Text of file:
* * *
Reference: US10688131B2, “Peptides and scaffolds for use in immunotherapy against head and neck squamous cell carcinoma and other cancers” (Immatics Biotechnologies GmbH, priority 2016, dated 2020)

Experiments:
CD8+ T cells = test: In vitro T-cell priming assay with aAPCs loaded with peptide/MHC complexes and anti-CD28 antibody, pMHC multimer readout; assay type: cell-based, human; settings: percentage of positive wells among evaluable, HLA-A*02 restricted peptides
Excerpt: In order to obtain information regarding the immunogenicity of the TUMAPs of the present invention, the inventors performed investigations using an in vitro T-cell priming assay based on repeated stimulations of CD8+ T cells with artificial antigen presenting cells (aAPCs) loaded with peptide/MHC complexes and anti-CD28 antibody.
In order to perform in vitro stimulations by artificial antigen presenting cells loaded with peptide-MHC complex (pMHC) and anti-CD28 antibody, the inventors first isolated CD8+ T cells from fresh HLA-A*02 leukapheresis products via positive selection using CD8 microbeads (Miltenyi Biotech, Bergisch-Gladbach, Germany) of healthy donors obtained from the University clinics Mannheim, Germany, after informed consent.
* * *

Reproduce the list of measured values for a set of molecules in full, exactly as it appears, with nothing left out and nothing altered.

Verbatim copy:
Reference: US10688131B2, “Peptides and scaffolds for use in immunotherapy against head and neck squamous cell carcinoma and other cancers” (Immatics Biotechnologies GmbH, priority 2016, dated 2020)

Experiments:
CD8+ T cells = test: In vitro T-cell priming assay with aAPCs loaded with peptide/MHC complexes and anti-CD28 antibody, pMHC multimer readout; assay type: cell-based, human; settings: percentage of positive wells among evaluable, HLA-A*02 restricted peptides
Excerpt: In order to obtain information regarding the immunogenicity of the TUMAPs of the present invention, the inventors performed investigations using an in vitro T-cell priming assay based on repeated stimulations of CD8+ T cells with artificial antigen presenting cells (aAPCs) loaded with peptide/MHC complexes and anti-CD28 antibody.
In order to perform in vitro stimulations by artificial antigen presenting cells loaded with peptide-MHC complex (pMHC) and anti-CD28 antibody, the inventors first isolated CD8+ T cells from fresh HLA-A*02 leukapheresis products via positive selection using CD8 microbeads (Miltenyi Biotech, Bergisch-Gladbach, Germany) of healthy donors obtained from the University clinics Mannheim, Germany, after informed consent.